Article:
The legend behind the sobriquet "Mad" Anthony Wayne owes little to the general's military achievements. It has more to do with a drunk and disorderly colonist--known as Jemmy, the Rover--who the general sometimes used as a spy. A constable arrested the man who began to drop the general's name. When the general heard this, he threatened Jemmy with "twenty-nine lashes well-laid-on if this happens again."

In disbelief, the now sober Jemmy replied, "He must be mad or else he would help me. Mad Anthony, that's what he is. Mad Anthony Wayne." The story made its way around town and became a favorite among the troops. The general's nickname had a rhythm and bravado that was repeated in the ranks until it stuck.

President George Washington called Major-General Wayne out of retirement to command the newly formed Legion of the United States. Wayne established the first basic training facility to prepare  regular army recruits into professional soldiers.

Wayne mustered and trained a fighting force of 1,350 American soldiers and led them to the Northwest Territory (Ohio and Michigan) where they won a decisive victory against British forces and the Indian Confederacy at the Battle of Fallen Timbers, just south of modern-day Toledo, Ohio. The war ended and Major-General Wayne negotiated the Treaty of Greenville between the tribal confederacy and the United States signed on August 3, 1795.

While returning to Pennsylvania after the conflict, Wayne died from complications of gout on December 15, 1796. He was buried at Fort Presque Isle. His body was disinterred in 1809 at the request of his family to be buried in a family plot. His bones make the journey to Radnor, Pennsylvania in saddlebags. For that grisly bit of history, consult the link below.


Aerial View of Old Fort Wayne.

The star-shaped fort in Detroit, Michigan--which bears Anthony Wayne's name--began construction in 1842 at the Detroit River's narrowest point with Canada. Fear of a territorial war with British Canada prompted the fort's building. It was named to honor Major-General Wayne's defeat of the British at the Battle of Fallen Timbers. The victory resulted in the United States occupation of the Northwest Territories. Diplomats were able to settle territorial disputes, and the war with Canada never materialized. The new fort never fired a shot.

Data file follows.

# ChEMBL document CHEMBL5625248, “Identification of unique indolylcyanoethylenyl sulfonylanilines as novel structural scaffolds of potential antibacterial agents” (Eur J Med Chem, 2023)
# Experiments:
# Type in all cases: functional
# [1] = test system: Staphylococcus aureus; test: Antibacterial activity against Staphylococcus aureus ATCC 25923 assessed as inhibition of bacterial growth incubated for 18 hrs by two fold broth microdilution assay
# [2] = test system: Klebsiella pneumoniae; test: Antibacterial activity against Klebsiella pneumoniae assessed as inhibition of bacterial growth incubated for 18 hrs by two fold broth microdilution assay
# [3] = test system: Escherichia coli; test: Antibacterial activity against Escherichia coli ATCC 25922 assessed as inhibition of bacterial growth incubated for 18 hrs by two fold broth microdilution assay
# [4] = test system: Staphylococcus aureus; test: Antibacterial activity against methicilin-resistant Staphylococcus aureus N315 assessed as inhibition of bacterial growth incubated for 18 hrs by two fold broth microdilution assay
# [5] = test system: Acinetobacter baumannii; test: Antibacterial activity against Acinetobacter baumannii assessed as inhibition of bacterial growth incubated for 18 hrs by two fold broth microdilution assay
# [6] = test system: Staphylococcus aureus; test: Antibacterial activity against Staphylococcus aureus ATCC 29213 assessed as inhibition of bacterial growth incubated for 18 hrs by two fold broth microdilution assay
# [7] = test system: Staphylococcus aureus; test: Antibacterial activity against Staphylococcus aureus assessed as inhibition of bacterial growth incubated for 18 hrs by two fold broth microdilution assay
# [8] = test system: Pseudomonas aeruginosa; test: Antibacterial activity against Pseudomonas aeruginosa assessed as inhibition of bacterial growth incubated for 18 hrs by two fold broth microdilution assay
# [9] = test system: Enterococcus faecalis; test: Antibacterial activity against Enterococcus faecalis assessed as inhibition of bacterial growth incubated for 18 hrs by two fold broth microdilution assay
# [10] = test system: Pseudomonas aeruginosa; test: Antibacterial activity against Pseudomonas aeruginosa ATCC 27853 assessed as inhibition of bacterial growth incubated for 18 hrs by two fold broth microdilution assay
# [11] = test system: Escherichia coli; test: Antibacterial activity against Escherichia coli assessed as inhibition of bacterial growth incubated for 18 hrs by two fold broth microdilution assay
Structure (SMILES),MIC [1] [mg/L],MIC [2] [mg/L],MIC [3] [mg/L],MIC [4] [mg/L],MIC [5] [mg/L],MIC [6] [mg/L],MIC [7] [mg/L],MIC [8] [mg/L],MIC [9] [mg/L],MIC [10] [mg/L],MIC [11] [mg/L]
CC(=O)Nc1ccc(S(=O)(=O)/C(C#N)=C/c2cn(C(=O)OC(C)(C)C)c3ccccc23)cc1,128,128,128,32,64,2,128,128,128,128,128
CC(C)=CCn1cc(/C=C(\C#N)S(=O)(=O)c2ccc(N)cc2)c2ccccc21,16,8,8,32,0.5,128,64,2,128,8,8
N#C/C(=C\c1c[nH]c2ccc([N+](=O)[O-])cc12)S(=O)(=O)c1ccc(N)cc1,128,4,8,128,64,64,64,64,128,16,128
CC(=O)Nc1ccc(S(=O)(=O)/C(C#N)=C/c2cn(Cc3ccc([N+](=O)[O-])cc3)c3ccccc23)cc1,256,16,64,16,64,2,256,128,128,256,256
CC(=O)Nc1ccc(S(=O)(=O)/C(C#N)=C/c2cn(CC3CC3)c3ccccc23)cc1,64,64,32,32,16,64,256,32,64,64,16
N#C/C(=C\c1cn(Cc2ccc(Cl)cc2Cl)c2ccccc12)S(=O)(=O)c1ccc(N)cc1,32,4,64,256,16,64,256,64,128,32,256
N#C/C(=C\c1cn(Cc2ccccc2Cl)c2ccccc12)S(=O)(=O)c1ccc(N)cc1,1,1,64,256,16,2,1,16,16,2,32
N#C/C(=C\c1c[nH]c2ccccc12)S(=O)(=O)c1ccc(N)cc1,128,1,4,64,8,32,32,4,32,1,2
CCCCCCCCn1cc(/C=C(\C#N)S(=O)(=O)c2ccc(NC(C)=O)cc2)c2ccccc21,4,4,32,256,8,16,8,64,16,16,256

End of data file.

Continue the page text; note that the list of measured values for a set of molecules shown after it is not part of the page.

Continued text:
Fort Wayne was first used by Michigan troops in 1861 at the outbreak of the Civil War. It became the primary induction center for Michigan troops for every field of American combat from the Civil War through Vietnam.

During World War II, every truck, Jeep, tank, tire, spare part, or war ordinance manufactured in Detroit went through the docks of Fort Wayne to the battlefronts. Also, Italian prisoners of war from the North Africa Campaign were housed at the fort. After Italy's surrender, Italian POWs were given the chance to return home. Many chose to settle in Detroit where there was an established Italian-American community and greater opportunities awaiting them.

During the Great Depression of the 1930s, Fort Wayne's grounds were open to assist and house homeless families. During the Cold War of the 1950s, Nike-Ajax missiles were installed to prepare for a nuclear war that never came. And during the Detroit riots in 1967, the fort was again used to house displaced families, the last families leaving the fort in 1971.

Today, the Detroit Recreation Department operates the fort with the help of the Historic Fort Wayne Coalition, the Friends of Fort Wayne, and the Detroit Historical Society. The grounds are the home of the Tuskegee Airmen Museum, the Great Lakes Indian Museum, and historic Civil War reenactments. Special events are held throughout the year.

Fort Wayne was designated a Michigan State Historic Site in 1958 and entered into the National Register of Historic Places in 1971. The State of Michigan wants to upgrade the property into a multi-use facility while maintaining the fort's historical significance. Once the new International Transport Bridge is built in old Delray, the United States customs plaza will be located near the historic site. More information on restoration plans can be found in the Detroit News link below.


Bruce Wayne--Millionaire Industrialist
While researching, I discovered that Batman's alter ego--Bruce Wayne--was named after Scottish patriot Robert Bruce and Mad Anthony Wayne. In DC Comics, Bruce Wayne is said to be General Wayne's direct descendant, and stately Wayne Manor is built on ground given to General Wayne for his Revolutionary War service.

Another little known fact is that in 1930, stunt man and young actor Marion Michael Morrison was originally given the stage name of Anthony Wayne by director Raoul Walsh. Major-General Anthony Wayne was Walsh's favorite Revolutionary War general. Fox Studios decided to change his name to John Wayne because Anthony sounded too Italian.


For more information on preservation plans for Historic Fort Wayne:
The story of General Anthony Wayne's exhumation may be more noteworthy than his military achievements. For more details, check out this link: